A wide variety of genetic and environmental factors have been proposed to affect male gonadal development and function during fetal life with impacts on subsequent reproductive health. This includes genetic mutations that may result in disorders of sex development (DSD), and environmental exposures to agents such as plasticizers, synthetic oestrogens and analgesics. Much of the data on the specific effects of these genetic mutations and exposures on gonadal development and function are based on studies conducted in rodent models; however, confirmation of such findings in human-relevant model systems are lacking.
We have developed model systems to determine the effects of genetic manipulation and environmental exposures on human fetal testis development and function. Using a xenograft system designed to reproduce normal fetal testis development and in-utero hormonal environment, our results demonstrate important species differences in the effects of exposure to chemicals such as di-n-butyl phthalate (DBP) and diethylstilboestrol (DES) in terms of testosterone production, a key determinant of male reproductive development during fetal life. We have also demonstrated that exposure to analgesics, such as paracetamol, result in a significant reduction in testosterone production and also impact on germ cell development in the human fetal testis. Importantly, these effects are apparent at therapeutic levels of exposure using a standard therapeutic regimen. In addition, we have developed this system to model the effects of known and novel genetic mutations associated with DSD on gonad development during fetal and early postnatal life.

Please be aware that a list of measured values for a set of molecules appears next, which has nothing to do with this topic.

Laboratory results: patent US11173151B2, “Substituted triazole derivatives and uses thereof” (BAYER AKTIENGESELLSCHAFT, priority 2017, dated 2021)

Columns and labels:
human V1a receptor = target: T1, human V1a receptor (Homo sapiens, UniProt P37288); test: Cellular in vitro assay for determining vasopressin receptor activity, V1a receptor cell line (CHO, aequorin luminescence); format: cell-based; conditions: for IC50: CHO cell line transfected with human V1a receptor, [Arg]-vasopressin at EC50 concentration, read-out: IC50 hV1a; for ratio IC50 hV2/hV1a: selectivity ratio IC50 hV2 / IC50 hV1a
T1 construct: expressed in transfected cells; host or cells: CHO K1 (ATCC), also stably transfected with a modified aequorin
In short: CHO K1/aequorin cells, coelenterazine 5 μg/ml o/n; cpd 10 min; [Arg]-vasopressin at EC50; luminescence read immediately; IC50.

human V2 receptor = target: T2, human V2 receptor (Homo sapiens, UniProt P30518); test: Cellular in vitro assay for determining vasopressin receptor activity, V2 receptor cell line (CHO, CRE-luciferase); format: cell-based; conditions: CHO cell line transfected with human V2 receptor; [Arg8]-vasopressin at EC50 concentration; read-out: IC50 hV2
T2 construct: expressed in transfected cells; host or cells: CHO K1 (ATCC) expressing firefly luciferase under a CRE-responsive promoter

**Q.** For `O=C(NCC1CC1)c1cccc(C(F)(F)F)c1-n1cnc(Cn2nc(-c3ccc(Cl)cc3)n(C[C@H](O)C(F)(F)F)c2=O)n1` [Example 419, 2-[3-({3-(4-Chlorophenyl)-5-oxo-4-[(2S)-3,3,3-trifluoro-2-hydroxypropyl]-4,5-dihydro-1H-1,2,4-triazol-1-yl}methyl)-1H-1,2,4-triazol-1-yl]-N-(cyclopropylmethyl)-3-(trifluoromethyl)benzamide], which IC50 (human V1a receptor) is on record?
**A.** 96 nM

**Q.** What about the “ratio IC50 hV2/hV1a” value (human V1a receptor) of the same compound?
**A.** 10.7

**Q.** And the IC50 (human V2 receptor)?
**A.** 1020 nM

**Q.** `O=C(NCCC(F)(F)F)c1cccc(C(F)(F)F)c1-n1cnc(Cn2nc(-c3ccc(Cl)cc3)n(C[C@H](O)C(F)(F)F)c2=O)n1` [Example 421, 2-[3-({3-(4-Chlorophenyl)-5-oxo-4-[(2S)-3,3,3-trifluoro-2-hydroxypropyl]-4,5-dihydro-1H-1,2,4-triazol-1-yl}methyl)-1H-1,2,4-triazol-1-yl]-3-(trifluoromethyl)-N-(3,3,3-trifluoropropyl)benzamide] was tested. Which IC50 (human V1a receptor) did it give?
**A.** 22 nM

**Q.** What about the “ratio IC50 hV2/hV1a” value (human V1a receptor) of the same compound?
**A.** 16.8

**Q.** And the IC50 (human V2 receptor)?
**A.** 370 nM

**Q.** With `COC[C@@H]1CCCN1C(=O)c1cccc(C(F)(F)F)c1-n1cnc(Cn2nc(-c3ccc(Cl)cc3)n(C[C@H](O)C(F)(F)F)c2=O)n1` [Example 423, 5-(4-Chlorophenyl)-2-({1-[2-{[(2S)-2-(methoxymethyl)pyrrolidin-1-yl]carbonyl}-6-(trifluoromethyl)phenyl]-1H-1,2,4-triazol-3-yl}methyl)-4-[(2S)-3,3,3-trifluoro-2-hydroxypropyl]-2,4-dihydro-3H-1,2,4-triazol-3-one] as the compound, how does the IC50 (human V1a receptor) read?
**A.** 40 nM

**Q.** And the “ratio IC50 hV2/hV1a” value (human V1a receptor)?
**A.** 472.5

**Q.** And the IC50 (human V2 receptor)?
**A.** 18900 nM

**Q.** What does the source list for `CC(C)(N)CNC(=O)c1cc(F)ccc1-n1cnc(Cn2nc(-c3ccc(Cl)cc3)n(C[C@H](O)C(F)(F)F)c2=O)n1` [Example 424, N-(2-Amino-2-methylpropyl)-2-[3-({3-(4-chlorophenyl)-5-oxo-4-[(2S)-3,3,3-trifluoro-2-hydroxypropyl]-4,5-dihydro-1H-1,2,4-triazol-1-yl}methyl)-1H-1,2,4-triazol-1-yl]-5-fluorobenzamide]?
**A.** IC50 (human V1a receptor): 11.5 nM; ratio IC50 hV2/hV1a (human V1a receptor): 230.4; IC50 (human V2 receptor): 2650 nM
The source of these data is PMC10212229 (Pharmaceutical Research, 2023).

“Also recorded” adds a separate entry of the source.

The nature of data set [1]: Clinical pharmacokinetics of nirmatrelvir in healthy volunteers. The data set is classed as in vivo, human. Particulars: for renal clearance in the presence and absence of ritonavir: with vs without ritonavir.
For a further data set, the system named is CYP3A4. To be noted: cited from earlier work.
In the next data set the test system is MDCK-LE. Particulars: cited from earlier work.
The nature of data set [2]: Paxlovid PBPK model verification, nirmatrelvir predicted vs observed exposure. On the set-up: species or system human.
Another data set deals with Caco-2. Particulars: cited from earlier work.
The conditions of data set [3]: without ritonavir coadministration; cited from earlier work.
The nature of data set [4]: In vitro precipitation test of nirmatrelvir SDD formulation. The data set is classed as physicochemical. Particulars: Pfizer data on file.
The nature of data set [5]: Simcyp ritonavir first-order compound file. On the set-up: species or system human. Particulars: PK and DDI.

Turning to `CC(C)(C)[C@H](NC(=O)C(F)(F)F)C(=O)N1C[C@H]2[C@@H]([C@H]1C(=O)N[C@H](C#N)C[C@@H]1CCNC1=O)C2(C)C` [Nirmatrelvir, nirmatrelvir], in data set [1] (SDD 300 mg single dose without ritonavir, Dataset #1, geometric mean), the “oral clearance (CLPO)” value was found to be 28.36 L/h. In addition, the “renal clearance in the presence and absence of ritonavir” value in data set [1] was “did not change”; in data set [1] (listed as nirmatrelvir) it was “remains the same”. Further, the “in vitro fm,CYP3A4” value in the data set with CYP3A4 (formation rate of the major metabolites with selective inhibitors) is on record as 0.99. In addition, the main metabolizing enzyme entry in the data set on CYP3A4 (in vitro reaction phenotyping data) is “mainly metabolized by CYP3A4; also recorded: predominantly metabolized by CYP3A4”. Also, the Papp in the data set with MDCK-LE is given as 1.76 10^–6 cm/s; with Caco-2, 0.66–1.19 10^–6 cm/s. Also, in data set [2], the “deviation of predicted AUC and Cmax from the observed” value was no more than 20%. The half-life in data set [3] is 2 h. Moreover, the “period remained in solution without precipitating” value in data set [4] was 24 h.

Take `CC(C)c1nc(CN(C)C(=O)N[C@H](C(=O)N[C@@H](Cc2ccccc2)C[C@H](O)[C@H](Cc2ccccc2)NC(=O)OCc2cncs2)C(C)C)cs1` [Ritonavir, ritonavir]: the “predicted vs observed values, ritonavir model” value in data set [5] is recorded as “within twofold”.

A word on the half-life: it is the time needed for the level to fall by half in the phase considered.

Our work, demonstrates the importance of choosing appropriate model species, experimental systems and exposure regimens to determine the potential impact of genetic mutations and environmental exposures on gonadal development during fetal life which will ultimately determine male reproductive function during adulthood.
11 Jul 2016 - 11 Jul 2016